Judge may propose tobacco national class-action suit
A New York federal judge is considering an unprecedented national class action that would allow millions of sick smokers to sue top cigarette makers collectively for punitive damages.
But the proposal -- which could lead to a national settlement -- would have no effect on a Miami jury's $145 billion punitive award for Florida smokers against Big Tobacco in state court, their attorney said Thursday.
Federal Judge Jack B. Weinstein on Monday is expected to propose the national class-action suit, which was suggested by lawyers for smokers who have sued the tobacco industry in the Eastern District of New York.
The idea would be for both sides to negotiate a national settlement on punitive damages, and to allow individual smokers to pursue compensatory claims against the industry. Punitive awards are usually far greater than compensatory damages, which include medical costs, lost wages and pain and suffering.
``It's just talk, and I'm convinced it will go nowhere,'' said Miami attorney Stanley Rosenblatt, who represented 700,000 Florida smokers in their class-action suit against the tobacco industry. ``An approach [by plaintiffs' attorneys] was made to me, but I rebuffed them.''
Lorillard Tobacco and the Liggett Group are reportedly involved in preliminary talks with the smokers' lawyers to reach a nationwide settlement of all claims against the industry. The companies, ranked fourth and fifth, respectively, among cigarette makers, declined to comment.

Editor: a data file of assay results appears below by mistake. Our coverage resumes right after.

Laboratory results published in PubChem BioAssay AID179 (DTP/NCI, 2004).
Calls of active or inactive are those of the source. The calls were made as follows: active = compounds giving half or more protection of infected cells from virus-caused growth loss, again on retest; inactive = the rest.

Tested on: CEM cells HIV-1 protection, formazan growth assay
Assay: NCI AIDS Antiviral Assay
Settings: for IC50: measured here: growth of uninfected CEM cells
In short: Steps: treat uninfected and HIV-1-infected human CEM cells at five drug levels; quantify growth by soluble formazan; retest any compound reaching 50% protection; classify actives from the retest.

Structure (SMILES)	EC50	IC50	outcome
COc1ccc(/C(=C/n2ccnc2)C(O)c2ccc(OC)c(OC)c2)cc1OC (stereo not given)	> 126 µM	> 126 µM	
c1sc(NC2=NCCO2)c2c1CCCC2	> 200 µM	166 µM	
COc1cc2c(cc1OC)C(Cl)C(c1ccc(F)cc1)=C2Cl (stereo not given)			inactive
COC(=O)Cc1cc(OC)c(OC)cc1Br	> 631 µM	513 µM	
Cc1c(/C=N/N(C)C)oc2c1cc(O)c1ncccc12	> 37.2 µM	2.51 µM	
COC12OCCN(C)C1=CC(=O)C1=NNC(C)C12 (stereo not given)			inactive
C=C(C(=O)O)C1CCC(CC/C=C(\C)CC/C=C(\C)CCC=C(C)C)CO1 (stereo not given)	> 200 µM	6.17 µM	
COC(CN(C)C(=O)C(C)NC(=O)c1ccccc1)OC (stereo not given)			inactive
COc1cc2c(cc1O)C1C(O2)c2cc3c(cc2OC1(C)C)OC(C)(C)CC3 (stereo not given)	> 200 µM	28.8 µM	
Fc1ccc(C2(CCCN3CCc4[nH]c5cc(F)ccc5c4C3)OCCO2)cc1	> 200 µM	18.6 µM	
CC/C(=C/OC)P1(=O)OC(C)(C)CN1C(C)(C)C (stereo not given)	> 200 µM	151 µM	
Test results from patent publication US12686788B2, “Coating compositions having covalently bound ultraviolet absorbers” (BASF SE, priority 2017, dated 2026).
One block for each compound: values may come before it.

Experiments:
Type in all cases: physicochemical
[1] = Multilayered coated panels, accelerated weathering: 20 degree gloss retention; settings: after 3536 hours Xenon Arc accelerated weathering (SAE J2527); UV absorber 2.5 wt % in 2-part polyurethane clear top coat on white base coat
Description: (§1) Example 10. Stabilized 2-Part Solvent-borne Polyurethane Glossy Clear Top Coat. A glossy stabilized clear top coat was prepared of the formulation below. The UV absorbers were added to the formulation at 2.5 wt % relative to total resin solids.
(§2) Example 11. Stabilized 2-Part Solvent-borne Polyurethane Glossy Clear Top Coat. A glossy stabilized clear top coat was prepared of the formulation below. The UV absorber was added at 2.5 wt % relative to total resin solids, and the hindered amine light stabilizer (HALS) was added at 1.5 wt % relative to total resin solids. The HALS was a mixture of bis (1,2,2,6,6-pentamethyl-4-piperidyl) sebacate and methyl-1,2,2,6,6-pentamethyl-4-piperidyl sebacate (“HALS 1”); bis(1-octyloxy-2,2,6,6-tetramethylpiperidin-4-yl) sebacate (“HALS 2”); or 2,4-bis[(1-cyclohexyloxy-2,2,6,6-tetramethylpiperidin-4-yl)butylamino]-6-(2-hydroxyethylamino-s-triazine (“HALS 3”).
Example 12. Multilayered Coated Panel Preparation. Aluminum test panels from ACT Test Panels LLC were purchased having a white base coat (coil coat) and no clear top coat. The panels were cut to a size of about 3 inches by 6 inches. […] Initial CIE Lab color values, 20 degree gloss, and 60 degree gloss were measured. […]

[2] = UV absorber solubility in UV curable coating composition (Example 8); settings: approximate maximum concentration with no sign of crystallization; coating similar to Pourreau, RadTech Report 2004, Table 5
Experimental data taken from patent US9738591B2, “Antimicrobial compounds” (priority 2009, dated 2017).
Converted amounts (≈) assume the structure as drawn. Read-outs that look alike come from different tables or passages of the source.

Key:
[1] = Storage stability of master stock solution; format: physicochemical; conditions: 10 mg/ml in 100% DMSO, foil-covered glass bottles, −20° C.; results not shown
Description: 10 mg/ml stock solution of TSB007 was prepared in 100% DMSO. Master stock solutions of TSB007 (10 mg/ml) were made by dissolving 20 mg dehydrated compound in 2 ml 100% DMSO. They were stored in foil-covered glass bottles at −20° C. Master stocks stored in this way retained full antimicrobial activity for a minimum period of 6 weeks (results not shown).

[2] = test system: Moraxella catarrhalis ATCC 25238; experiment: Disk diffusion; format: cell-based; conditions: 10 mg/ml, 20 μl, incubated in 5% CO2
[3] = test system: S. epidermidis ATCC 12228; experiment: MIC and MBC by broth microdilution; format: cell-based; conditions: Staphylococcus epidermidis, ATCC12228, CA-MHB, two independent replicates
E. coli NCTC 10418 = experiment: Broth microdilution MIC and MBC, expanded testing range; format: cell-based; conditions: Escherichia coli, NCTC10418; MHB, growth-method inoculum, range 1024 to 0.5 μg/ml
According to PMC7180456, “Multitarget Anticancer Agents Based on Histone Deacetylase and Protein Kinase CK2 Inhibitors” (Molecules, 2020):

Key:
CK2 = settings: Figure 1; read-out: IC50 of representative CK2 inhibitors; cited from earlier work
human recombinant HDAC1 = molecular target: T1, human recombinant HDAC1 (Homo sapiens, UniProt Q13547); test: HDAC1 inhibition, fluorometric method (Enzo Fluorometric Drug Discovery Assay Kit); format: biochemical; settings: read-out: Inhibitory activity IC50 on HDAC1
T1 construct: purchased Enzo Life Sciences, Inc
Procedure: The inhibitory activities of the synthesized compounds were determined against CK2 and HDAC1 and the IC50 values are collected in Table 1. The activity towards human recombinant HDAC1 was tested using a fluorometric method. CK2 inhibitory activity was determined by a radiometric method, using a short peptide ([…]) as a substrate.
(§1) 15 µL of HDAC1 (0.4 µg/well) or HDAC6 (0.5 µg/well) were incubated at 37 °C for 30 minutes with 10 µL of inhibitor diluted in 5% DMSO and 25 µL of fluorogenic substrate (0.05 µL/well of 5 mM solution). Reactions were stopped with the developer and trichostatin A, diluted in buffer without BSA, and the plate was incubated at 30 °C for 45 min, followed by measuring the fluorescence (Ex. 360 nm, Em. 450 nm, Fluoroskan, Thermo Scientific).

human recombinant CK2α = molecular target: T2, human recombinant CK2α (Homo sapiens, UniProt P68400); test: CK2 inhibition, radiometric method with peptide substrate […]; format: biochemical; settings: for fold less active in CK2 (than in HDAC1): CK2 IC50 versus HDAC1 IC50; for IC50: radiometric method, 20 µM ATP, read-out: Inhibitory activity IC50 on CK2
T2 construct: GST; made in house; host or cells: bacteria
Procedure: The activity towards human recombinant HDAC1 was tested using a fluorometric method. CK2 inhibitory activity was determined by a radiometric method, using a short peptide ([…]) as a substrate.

But the three largest tobacco companies -- Philip Morris, R.J. Reynolds and Brown & Williamson -- said they would never agree to such a proposal or to settle all smokers' punitive claims against them.
The maneuver in New York follows the extraordinary class-action case in Miami-Dade Circuit Court, where a jury found the industry liable for deceiving the public about the addictive and deadly nature of its products. In July, the jurors ordered Big Tobacco to pay a record $145 billion punitive judgment to the estimated 700,000 sick Florida smokers in the class.
For now, tobacco attorneys have succeeded in having that verdict moved to Miami federal court for review by U.S. District Judge Ursula Ungaro-Benages.